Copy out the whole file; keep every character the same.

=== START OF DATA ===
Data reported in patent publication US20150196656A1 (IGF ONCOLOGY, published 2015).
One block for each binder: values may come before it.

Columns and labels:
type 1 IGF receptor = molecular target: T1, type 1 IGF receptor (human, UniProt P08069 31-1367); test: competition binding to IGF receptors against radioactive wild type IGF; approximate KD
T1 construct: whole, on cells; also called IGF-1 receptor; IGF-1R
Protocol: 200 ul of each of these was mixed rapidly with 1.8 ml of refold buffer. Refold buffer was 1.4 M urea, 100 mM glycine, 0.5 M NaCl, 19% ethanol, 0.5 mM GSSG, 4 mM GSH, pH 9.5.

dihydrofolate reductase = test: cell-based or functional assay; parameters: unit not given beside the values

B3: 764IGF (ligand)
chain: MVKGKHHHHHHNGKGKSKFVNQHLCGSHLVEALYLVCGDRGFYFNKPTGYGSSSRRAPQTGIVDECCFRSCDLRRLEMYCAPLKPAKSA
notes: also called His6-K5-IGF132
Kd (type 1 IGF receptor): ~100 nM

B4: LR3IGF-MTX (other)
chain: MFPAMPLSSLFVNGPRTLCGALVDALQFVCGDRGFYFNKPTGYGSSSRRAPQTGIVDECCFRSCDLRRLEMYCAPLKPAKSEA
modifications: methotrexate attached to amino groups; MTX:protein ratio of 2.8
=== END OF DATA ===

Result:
Data reported in patent publication US20150196656A1 (IGF ONCOLOGY, published 2015).
One block for each binder: values may come before it.

Columns and labels:
type 1 IGF receptor = molecular target: T1, type 1 IGF receptor (human, UniProt P08069 31-1367); test: competition binding to IGF receptors against radioactive wild type IGF; approximate KD
T1 construct: whole, on cells; also called IGF-1 receptor; IGF-1R
Protocol: 200 ul of each of these was mixed rapidly with 1.8 ml of refold buffer. Refold buffer was 1.4 M urea, 100 mM glycine, 0.5 M NaCl, 19% ethanol, 0.5 mM GSSG, 4 mM GSH, pH 9.5.

dihydrofolate reductase = test: cell-based or functional assay; parameters: unit not given beside the values

B3: 764IGF (ligand)
chain: MVKGKHHHHHHNGKGKSKFVNQHLCGSHLVEALYLVCGDRGFYFNKPTGYGSSSRRAPQTGIVDECCFRSCDLRRLEMYCAPLKPAKSA
notes: also called His6-K5-IGF132
Kd (type 1 IGF receptor): ~100 nM

B4: LR3IGF-MTX (other)
chain: MFPAMPLSSLFVNGPRTLCGALVDALQFVCGDRGFYFNKPTGYGSSSRRAPQTGIVDECCFRSCDLRRLEMYCAPLKPAKSEA
modifications: methotrexate attached to amino groups; MTX:protein ratio of 2.8